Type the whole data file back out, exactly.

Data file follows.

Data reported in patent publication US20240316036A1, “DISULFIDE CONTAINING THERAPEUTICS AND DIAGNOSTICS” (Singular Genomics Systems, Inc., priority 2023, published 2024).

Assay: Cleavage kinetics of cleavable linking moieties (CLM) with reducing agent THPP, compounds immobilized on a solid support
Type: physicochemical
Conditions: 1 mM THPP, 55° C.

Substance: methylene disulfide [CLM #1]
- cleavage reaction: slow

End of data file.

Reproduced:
Data reported in patent publication US20240316036A1, “DISULFIDE CONTAINING THERAPEUTICS AND DIAGNOSTICS” (Singular Genomics Systems, Inc., priority 2023, published 2024).

Assay: Cleavage kinetics of cleavable linking moieties (CLM) with reducing agent THPP, compounds immobilized on a solid support
Type: physicochemical
Conditions: 1 mM THPP, 55° C.

Substance: methylene disulfide [CLM #1]
- cleavage reaction: slow